Perimeter detection

In this section of perimeter detectors we will focus more on the long range, external devices and detection equipments in use mainly on external perimeters of properties as the first layer of intrusion. These devices and solutions offers the possibility to alert at breach on the first layer of our protection, and are also important as sources of alerts firstly processed by the controlling / governing unit in case of an attempt. They are mostly used in combination with perimeter defense installments, but efficient also in a stand alone design. There are wide range of detection devices applicable on perimeters, some of them are discussed already at the Intrusion Alarm System section, but will be repeated here again. Some of the available detection units are not key alarm system elements but signal sources built within another system like a CCTV camera with motion detection ability, linked via its own specific alarm output relay to the alarm system control panel. Finally the perimeter detection layer can be established as a power-independent wireless stand alone system integrated to the main alarm system – this is the solution Kerberos set up with the most success in the past.


Wired Photoelectronic Detectors

Wired PE detectors are coming in pairs, establishing one or multiple invisible beams over the fence or within the perimeter to create an additional perimeter barrier. The length of a beam between detector pairs are depending of the capacity of the device but a single pair can cover over 100 meters distances in a straight line or even more. Once any of the beams is broken or obscured the device sends its signal about the fact of a breach to the control panel. Wired sort refers to power source link, as these detectors require external power source for their operation, that must be properly set up and installed prior of installation of the units, possibly with a tampers proof design. The units are highly reliable due to the ability to detect infinite events thanks to the continuous power supply, while the event signals themselves can be transmitted on wi-fi or radio frequency besides the hard wired topology.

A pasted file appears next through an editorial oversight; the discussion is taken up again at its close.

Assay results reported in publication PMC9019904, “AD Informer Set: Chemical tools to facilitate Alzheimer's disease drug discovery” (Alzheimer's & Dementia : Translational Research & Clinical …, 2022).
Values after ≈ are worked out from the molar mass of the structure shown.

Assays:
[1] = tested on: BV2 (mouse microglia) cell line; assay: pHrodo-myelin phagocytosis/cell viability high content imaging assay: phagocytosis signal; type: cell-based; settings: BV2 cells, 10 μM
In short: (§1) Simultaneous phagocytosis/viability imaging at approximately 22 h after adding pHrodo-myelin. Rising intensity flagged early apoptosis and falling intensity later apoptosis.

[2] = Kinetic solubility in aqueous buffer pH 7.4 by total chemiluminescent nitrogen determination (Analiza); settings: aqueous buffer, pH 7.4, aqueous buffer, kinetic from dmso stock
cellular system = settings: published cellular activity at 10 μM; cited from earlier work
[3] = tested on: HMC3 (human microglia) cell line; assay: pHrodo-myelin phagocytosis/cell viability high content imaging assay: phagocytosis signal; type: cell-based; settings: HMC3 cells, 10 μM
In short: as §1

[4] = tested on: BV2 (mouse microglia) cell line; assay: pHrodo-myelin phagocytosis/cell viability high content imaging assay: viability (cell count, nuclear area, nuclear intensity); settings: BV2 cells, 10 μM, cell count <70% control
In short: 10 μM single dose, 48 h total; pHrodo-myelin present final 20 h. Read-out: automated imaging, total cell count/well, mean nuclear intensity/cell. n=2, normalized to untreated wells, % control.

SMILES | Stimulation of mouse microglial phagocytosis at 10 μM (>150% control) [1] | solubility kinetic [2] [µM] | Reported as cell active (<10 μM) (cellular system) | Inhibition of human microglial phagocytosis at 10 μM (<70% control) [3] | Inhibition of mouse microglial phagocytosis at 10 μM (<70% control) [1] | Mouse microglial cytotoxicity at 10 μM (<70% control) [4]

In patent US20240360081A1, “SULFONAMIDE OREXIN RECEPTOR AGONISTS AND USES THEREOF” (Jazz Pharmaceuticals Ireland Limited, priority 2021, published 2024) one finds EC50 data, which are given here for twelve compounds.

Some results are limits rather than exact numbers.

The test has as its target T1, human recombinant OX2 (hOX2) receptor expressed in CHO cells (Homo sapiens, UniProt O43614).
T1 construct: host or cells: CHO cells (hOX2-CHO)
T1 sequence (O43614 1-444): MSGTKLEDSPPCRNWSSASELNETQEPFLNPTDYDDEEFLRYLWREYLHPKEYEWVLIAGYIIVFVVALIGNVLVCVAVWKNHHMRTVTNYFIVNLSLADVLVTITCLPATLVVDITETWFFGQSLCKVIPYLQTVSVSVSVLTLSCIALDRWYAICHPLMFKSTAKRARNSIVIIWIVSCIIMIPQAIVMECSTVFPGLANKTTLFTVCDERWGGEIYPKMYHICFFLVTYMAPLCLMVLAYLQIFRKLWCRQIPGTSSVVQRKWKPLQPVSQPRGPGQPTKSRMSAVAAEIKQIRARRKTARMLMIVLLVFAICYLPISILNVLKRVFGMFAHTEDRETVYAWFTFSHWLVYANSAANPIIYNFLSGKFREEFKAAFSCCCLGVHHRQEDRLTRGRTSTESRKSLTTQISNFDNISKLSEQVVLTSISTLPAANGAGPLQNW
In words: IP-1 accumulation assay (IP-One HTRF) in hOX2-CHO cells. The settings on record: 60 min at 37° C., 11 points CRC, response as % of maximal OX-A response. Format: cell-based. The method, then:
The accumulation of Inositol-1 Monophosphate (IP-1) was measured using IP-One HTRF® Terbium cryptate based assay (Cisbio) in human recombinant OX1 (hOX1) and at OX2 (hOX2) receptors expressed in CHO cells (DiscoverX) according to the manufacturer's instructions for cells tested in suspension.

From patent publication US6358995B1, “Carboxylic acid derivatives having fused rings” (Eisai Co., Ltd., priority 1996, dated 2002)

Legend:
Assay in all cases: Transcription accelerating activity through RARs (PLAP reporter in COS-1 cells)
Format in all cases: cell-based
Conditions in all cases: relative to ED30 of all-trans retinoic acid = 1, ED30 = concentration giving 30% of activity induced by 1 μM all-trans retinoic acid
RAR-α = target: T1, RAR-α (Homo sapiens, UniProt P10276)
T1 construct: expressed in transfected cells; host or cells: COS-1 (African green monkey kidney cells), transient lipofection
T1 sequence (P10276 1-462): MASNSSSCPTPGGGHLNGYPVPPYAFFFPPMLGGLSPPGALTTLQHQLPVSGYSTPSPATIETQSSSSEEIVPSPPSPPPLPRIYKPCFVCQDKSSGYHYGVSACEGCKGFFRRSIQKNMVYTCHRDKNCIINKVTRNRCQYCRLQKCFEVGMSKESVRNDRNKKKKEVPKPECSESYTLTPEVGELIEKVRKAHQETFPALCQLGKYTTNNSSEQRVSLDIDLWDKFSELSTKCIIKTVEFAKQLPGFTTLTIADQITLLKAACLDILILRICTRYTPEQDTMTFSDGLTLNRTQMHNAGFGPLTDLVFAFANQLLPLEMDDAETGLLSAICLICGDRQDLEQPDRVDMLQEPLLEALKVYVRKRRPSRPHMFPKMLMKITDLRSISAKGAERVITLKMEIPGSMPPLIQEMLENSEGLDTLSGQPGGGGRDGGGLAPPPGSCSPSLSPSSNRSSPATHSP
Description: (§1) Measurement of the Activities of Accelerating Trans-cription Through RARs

Wireless Photoelectronic Detectors

Solar perimeter detector

With the development of solar technology external power independent detectors appeared on the security market as well. As the applications got closer to expectation and passed standards, Kerberos started to implement them as stand alone installations, but more often as integrated subsystems. Theses detectors require no power wiring as they gain the current required for operation via their onboard solar panels, also they communicate with other systems via protected and encrypted radio transmission. The distance coverable is at the moment 100 meters, but the development is continuous. In other features they provide the same methodology for alarming as the wired beams, but they have a limit for night operation: after a certain events transmitted, their power backup exhausts and need to be disposed again to sunshine to get back into transmission. This limitation however was never met under proper operation and the units are working with no complaint ever since their installation. The manufacturers in the same time offered proper connections for backup hard wirings for communication and powering, those can also be used in case of any doubt.